Straight commission means there is no base pay, and the sales rep makes money only from the sales they close. Compared to other mixed commission models, employees receive a higher commission percentage per sale.
This structure works well for highly motivated employees with a strong sales background. Still, your commission percentage must be high enough to compensate for the lack of base salary.
With these straight commission payment options, note that while there’s no financial business loss associated with lower-performing employees, there’s also no financial gain. Make sure you provide realistic expectations to sales reps when they join your sales team. Rather than advertising what they could make, stress the average income for sales reps in your company.
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What to consider when setting salesperson compensation plans
Whether you’re starting fresh or updating your business plan, you’re not limited to these four sales commission structures. You can also combine elements from several structures. For example, a tiered commission structure can incentivize sales reps to close more deals—paying 20% commission for all sales up to $10,000 in a month, then increasing the commission rates to 30% from $10,001 to $20,000.
You can also use sales cycles to your advantage. If your sales reps have nothing to do after hitting a cap, consider resetting sales quotes monthly or quarterly. This payout structure will keep your sales reps on a regular cadence to close deals.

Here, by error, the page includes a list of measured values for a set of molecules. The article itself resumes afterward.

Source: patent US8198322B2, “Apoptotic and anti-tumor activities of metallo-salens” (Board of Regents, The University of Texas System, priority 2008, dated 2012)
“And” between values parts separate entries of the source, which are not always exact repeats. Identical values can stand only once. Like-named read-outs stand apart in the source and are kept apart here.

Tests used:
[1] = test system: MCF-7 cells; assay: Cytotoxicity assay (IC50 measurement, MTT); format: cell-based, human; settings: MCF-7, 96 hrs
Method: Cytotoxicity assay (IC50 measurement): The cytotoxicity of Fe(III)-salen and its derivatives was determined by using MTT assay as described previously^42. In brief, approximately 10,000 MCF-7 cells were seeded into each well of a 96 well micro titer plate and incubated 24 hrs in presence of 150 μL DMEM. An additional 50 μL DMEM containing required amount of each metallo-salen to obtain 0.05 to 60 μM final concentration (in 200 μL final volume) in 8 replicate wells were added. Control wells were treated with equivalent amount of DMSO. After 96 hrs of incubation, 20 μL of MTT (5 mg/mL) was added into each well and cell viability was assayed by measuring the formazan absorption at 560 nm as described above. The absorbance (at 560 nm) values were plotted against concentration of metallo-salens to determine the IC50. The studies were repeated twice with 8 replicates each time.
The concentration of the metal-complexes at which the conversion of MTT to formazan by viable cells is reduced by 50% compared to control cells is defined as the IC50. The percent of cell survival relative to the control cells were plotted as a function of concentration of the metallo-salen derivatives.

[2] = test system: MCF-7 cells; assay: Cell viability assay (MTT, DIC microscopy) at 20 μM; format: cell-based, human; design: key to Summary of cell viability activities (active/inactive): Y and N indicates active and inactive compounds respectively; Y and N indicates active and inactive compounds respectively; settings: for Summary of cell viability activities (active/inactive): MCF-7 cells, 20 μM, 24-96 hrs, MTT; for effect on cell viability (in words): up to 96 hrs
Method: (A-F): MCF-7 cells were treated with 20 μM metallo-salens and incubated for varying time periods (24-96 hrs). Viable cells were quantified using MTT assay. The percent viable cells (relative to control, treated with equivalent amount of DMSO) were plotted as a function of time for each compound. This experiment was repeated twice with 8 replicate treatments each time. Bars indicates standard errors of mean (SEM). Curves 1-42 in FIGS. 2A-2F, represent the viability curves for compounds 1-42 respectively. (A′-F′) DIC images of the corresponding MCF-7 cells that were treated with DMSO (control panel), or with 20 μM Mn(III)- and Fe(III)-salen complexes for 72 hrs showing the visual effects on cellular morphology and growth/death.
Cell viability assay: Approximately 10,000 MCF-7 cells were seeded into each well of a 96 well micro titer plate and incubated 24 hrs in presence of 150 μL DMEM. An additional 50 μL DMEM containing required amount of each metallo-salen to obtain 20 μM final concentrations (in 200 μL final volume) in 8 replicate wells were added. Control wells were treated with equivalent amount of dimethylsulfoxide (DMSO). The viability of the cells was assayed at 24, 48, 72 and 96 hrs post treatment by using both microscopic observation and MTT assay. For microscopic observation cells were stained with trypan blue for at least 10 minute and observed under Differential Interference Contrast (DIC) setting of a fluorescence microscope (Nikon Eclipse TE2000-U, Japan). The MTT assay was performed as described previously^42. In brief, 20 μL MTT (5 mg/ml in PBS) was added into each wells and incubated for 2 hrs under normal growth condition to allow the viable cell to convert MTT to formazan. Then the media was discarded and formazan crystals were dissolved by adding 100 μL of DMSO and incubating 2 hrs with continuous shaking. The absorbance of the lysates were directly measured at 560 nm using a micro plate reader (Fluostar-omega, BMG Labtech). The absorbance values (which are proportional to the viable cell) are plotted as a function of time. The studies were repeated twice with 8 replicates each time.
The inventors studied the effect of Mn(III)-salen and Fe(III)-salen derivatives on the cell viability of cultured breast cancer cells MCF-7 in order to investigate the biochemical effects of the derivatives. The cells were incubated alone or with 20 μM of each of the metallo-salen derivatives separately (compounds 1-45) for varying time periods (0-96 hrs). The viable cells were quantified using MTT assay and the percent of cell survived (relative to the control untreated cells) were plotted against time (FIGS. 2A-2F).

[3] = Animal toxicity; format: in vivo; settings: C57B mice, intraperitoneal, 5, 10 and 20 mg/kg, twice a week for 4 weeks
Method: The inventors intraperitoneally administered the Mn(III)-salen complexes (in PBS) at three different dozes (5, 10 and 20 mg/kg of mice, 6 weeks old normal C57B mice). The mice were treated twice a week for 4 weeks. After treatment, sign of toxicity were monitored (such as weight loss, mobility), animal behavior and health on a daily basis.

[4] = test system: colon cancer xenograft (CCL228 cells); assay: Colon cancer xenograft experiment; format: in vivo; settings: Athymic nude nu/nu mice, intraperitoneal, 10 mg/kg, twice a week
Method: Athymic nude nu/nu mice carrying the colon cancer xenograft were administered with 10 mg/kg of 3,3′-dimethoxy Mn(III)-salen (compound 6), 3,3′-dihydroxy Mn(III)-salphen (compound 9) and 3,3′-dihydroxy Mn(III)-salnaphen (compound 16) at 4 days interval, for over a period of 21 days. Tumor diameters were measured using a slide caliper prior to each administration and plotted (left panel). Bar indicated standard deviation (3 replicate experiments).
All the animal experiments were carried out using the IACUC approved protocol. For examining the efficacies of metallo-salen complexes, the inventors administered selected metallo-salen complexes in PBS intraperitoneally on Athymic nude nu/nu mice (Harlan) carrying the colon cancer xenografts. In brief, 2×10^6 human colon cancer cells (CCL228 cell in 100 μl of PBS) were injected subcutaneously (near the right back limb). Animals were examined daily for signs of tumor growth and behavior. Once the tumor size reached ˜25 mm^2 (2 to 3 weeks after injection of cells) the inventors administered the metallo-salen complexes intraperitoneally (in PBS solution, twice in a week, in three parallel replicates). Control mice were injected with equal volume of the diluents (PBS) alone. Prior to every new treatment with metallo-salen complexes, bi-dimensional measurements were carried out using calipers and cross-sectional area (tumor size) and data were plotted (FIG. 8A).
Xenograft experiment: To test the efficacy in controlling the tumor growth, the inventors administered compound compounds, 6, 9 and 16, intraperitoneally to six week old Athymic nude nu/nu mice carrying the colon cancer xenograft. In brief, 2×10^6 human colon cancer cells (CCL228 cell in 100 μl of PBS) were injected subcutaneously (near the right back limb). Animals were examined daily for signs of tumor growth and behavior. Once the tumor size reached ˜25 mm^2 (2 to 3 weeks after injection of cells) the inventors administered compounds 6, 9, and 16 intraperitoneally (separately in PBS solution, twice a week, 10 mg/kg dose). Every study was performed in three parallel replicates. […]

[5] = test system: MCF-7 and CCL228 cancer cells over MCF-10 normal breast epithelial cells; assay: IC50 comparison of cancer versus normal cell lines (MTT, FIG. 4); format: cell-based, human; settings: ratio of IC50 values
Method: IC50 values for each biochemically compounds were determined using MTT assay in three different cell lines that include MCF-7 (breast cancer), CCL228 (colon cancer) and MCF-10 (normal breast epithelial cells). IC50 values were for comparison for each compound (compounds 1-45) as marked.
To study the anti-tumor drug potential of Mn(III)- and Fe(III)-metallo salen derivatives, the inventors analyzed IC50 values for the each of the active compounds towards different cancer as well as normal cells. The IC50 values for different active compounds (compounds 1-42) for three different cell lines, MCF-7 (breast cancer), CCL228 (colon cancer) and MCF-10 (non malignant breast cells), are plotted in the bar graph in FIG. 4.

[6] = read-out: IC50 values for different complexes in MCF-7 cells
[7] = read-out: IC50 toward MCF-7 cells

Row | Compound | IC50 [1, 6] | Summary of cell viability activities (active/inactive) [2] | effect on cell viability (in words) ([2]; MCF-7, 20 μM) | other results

Once you choose a commission model, train your staff on the structure and how to track their numbers with spreadsheets or accounting software. Everyone should be informed of sales commissions, payout dates, percentages, and other compensation plan details before they get their check.
As your team progresses, set benchmarks and total sales quotas for each employee to help evaluate whether your company goals are reasonable. Based on their performance, provide more training to salespeople to help them do their jobs more effectively.
Create your sales commission structure plan today
After reviewing the options of base pay and commission caps, you should have an idea of the best sales commission structure for your business. Sales professionals will calculate the number of sales they need to hit to make a living, so evaluate commission rates carefully to improve employee retention.
Being strategic in how you pay your employees is a great way to attract talent and give them incentives to convert sales. Once you’ve taken care of your crew, focus on how you can collectively attract more customers to your business.
The information above is provided for educational and informational purposes only. It is not intended to be a substitute for professional advice and may not be suitable for your circumstances. Unless stated otherwise, references to third-party links, services, or products do not constitute endorsement by Yelp.